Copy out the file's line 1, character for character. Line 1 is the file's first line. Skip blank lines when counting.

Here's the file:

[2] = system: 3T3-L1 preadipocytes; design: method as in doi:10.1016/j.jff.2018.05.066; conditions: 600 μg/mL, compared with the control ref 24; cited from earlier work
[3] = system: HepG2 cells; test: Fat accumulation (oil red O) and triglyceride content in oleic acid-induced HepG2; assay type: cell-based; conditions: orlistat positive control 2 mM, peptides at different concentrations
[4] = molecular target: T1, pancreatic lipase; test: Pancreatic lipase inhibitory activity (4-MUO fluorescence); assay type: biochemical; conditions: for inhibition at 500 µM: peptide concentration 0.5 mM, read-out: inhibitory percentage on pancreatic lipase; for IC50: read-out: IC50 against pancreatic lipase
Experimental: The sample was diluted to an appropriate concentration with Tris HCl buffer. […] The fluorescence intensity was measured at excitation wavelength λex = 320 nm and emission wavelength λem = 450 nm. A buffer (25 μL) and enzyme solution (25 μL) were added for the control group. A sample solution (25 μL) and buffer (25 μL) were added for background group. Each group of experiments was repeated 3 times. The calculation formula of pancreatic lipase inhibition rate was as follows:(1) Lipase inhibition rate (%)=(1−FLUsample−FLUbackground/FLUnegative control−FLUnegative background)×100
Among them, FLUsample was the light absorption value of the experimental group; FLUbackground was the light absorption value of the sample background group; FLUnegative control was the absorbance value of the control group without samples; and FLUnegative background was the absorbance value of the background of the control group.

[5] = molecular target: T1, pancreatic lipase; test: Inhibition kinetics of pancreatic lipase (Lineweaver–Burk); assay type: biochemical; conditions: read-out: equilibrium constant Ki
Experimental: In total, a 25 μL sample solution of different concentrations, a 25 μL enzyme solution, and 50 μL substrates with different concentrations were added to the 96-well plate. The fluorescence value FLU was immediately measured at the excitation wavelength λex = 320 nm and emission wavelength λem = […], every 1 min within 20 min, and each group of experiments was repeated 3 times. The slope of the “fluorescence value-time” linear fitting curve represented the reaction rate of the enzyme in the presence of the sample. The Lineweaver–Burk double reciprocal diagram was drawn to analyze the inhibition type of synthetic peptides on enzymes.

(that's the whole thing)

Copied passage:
[2] = system: 3T3-L1 preadipocytes; design: method as in doi:10.1016/j.jff.2018.05.066; conditions: 600 μg/mL, compared with the control ref 24; cited from earlier work